The Hackability of Autonomous Vehicles

With autonomous vehicles tested around the world, drivers must prepare for the inevitable reality that there will soon be many autonomous vehicles on the road. This raises concerns about the safety of such vehicles and whether they are actually safer than traditional vehicles.

One of the biggest fears is that an autonomous vehicle can be hacked and used to intentionally kill passengers or as a weapon against another person or group of people.
This is certainly a valid concern and was demonstrated in 2015 by the technology magazine Wired when they remotely stopped a Jeep on a highway to show that it is possible to hack a vehicle that is in production. The demonstration even caused Fiat Chrysler Automobiles to send a software patch loaded on a USB drive to 1.4 million Jeep owners.

What do professionals say?

When it comes to the ability to hack into autonomous vehicles, there is no better person to ask than the person who designs them.

A recent blockbuster, The Fate of the Furious, described a scene in which dozens of vehicles were hacked and remotely used to take them to a target or make a lot of people catch them.

When asked about the likelihood of the scene, Green Hills Software’s director in California, Joe Fabbre, told USA Today: “That’s sensational in Hollywood, but that’s not so farfetched. There are very skilled hackers who can overcome many levels of medium and low robustness in terms of security that are present in many cars today. ”

What is being done about the threat of hacking?

You know that we are entering strange moments when even the most sensational scenes of Hollywood are not so far from reality. The threat of being hacked has led numerous vehicle manufacturers to push wireless software updates on their vehicles to improve security. Another way in which automakers are reinforcing security is changing the way they approach the problem by hiring hackers to try to hack the vehicle software to identify the weak points.

A program launched in 2016 by a technology company in San Francisco was called “Error Rewards Program” and offered hackers $ 1,500 for each vulnerability they might expose.

Another concern that has arisen when it comes to the vulnerability of autonomous vehicle software is the fact that all of them will be connected. Systems such as Ford’s “All-Cell Vehicle” system will allow all of its autonomous vehicles to communicate, which raises the concern that if a vehicle were compromised, all of them could be accessed through that vulnerable vehicle.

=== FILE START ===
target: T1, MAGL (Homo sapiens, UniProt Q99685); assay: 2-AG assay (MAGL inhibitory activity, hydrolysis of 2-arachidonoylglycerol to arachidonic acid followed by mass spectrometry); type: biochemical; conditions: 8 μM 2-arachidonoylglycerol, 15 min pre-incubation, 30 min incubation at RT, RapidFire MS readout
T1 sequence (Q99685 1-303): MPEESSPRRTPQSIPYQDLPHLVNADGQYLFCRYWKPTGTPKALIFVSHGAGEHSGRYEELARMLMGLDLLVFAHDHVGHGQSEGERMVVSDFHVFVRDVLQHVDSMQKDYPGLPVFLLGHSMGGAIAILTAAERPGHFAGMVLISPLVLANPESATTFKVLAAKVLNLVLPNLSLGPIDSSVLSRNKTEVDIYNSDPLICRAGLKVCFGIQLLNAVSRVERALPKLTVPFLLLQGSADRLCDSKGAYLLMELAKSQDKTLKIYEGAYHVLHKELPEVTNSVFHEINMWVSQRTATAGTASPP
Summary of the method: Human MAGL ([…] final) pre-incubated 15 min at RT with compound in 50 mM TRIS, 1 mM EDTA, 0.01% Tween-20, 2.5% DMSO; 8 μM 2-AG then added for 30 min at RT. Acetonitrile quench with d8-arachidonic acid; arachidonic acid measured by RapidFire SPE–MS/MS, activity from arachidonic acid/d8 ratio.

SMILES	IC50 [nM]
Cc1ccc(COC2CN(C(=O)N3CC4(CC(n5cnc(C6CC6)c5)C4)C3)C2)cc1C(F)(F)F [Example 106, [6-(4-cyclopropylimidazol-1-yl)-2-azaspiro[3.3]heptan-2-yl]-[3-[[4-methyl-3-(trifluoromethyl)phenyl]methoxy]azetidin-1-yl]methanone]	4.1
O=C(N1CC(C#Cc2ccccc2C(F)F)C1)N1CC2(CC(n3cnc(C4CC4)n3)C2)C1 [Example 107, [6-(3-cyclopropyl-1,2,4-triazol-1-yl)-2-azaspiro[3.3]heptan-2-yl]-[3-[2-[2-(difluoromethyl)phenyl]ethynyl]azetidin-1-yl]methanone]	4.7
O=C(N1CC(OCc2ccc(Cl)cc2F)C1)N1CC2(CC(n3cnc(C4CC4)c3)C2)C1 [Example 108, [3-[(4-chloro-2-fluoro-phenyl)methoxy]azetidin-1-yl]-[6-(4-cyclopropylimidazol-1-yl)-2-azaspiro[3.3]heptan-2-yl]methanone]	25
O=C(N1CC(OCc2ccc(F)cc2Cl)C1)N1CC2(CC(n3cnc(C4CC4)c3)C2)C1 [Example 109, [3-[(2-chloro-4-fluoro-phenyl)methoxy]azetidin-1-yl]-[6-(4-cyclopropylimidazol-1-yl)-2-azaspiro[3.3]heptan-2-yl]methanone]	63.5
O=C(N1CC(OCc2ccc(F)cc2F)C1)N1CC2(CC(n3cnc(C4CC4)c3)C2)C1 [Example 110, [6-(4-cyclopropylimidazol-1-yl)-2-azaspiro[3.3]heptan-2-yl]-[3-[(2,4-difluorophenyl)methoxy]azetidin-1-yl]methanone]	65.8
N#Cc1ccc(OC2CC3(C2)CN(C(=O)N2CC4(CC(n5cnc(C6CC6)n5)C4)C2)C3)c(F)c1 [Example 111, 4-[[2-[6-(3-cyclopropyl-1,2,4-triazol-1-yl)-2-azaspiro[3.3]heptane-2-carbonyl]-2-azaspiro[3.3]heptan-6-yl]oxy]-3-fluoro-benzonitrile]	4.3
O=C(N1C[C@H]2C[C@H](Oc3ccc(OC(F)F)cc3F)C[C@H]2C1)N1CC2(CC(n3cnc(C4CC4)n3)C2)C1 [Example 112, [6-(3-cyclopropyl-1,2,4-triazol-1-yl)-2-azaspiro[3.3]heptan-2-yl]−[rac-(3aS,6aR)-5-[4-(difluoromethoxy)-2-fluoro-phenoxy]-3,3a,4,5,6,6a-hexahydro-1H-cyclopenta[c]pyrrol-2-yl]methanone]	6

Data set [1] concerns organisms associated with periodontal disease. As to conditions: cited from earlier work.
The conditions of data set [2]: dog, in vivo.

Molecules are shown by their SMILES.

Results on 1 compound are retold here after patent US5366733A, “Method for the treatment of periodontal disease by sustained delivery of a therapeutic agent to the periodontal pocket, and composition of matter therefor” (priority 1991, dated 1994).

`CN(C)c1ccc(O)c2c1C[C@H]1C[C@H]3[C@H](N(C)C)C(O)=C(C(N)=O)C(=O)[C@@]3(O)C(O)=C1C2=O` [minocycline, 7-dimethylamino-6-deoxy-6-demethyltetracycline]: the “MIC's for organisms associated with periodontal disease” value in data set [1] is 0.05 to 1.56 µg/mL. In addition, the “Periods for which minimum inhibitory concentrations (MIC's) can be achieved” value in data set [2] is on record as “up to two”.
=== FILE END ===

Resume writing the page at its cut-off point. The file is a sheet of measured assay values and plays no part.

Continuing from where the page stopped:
Has anyone been killed by a hacked autonomous vehicle?

So far, there have been no official reports of deaths as a result of a pirated autonomous vehicle, but there has been at least one death at the hands of an autonomous vehicle. An autonomous Uber vehicle was being tested in Arizona when a woman with a bicycle crossed in front of him in near total darkness. The sudden object and the dark conditions caused the vehicle to not react in time and neither did the driver accompanying it. The vehicle hit and killed the woman, which provoked outrage at the program. He was forced to close and cease operations in the state of Arizona.

Another case related to autonomous vehicles occurred when researchers from a Chinese security company managed to hack a Tesla Model X. The researchers controlled the vehicle’s brakes remotely, opened the doors and the boot, and turned on the lights with the music they transmitted. through the vehicle. Tesla was quick to respond by sending a security update to Model X remotely.

How does the future look?

The march towards an autonomous future seems unstoppable, with the Phoenix Waymo company recently ordering another 62,000 Chrysler Pacifica vans for its self-driving fleet. These are modified from the production versions you can get at Landmark South in Belton, MO.

The biggest concern with autonomous vehicles may be piracy, but they also have other disconcerting aspects, such as how the vehicle will respond when presented with the option of killing a pedestrian or leaving a bridge. That may be an extreme example, but the morality of autonomous vehicle programming has been a great center of debate. For now, automakers will have to stay alert and continue to push wireless updates to stay ahead of hackers.

One could even ask with all the risks involved, are autonomous vehicles safer than traditional vehicles? For now, that response will continue to evolve with technology, but drivers must begin to prepare for a future in which they will share the road with autonomous vehicles.